You know the drill. When you’re building for the Web or mobile performance is everything. Out of the box Sketch does not lend itself to producing flyweight images. But that doesn’t mean you need a second image editor, or even another tool, just to create performant images. Use these techniques to reduce file sizes and optimize images with Sketch.
Know what to optimize
First off, don’t overdo it. Optimizing images isn’t always necessary. So before you go hog wild shaving a measly 2KB off a bunch of images, think for a moment about the Pareto principle, better known as the 80-20 rule, and only optimize what’s absolutely necessary. Doing so will save you time and help you avoid diminishing returns.
Two simple methods to identify images worth optimizing:
- Sort by size. This one is downright simple and probably often overlooked. In our current world of GSD we are not always paying attention to the details. As a result, it’s common to find image assets which are significantly larger than the others. Sorting exported assets by file size should make the large ones leap out so they can be addressed if necessary.
- Listen to the Google. If you’re building a website, run that shiny new blog post or landing page through PageSpeed Insights and see if you’re getting red flagged for image size. If you are, do something about it. And if you use Google Analytics you can test many pages at the same time from the Behavior > Site Speed > Speed Suggestions menu item.
Using Sketch to optimize images
Unlike SVG vector images, which are lightweight to begin with, raster images such as TIFFs, JPGs and PNGs can be quite bulky when it comes to file size. Utilize the following techniques when exporting assets to slim them down and optimize images with Sketch.
Export the correct format
By default Sketch wants to export everything as a PNG. While that may be good for image fidelity, it’s not always what you want when saving for the Web.
If you’re exporting a photograph, export as JPG. JPEG is a lossy format, so each time it’s optimized it loses quality. If you’re familiar with VHS tapes, a simple analogy is what happens when you make a copy of a copy. You lose quality. So be sure to hang onto the original when optimizing images so they can be reoptimized later.
If you’re exporting a screenshot, something with transparency, an illustration, or a diagram with sharp lines, export as PNG. Though PNGs can be lossy if the number of bits used to save a file change (e.g. saving a PNG-32 as PNG-8), Sketch doesn’t seem to have this option so fuggetaboutit.
Scale down size
Always look for ways to scale image size down. If the width of your image width is more than 1028 pixels, and you’re not planning on displaying it on a HD jumbotron at the next Superbowl, consider locking the image dimensions and decreasing the width. I find for JPGs 1028 pixel width still looks pretty good even on a 15-inch Retina Display. And if you can get away with less while still maintaining a good experience, go for it.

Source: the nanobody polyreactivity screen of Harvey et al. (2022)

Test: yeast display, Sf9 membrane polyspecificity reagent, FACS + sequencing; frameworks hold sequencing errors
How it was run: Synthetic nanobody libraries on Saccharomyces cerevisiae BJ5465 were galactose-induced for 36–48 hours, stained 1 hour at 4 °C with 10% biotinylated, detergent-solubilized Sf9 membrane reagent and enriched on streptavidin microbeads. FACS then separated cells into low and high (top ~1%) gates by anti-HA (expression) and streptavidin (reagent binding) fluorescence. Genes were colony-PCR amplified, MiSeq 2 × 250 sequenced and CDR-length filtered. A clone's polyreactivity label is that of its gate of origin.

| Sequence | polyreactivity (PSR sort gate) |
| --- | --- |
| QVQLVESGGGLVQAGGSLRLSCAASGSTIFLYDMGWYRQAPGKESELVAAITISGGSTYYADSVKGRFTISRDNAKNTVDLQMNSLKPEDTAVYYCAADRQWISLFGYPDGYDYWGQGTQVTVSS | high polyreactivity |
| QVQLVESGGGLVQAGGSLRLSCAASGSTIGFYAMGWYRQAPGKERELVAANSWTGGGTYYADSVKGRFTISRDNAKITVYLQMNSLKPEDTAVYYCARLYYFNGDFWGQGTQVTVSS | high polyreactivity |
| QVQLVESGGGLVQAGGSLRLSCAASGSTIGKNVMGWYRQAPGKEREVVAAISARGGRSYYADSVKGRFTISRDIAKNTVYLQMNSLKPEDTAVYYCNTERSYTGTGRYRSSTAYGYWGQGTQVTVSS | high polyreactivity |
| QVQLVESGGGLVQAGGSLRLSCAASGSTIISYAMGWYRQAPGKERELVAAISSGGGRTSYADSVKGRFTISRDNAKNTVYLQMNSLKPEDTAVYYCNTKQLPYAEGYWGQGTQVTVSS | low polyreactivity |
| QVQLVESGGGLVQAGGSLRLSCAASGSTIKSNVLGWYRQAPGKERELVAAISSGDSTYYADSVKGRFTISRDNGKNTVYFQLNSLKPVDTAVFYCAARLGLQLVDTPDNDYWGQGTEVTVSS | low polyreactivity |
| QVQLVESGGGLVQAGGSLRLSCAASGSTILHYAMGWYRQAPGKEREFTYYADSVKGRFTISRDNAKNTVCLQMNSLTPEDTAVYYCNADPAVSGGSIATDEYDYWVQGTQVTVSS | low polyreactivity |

Use lower quality
This is particularly useful for large JPGs, often used for aesthetics or visual trim. When exporting as JPG try dialing down the quality from 90% to something radically less, say 40% to 60%, preview it, and see if there’s a noticeable difference in fidelity. If there’s not, you’ve just struck gold my friend. But if there is, simply dial the quality back up by halves until you strike a good balance between size and fidelity.
Responsive images and thumbnails
If you’re displaying thumbnail versions of your images on a website, using the
srcset attribute or
picture element, consider saving multiple versions of your images, each at smaller sizes. A little planning and automation here can go a long way to save bytes down the wire while at the same time improving UX.
When exporting JPGs from Sketch there’re a couple of checkboxes in the export dialog called Progressive and Save for Web. Consider using them.
Progressive rendering will allow your image to load more quickly on slower connections by rendering the images in several passes, each pass with a higher fidelity, which can be good for larger images and helps get content on screen more quickly.
Saving for Web will remove unneeded metadata from file headers, making the resulting size a little smaller. The more the better, and in this case less is more.
Summing things up
The above techniques will help maintain a reasonable level of fidelity while optimizing images with Sketch without introducing a lot of complexity, or additional tools or processes. Using them can mean the difference between Page 1 of Google and getting buried in the nether regions. What tips do you have? Please feel free to share them in the comments section below.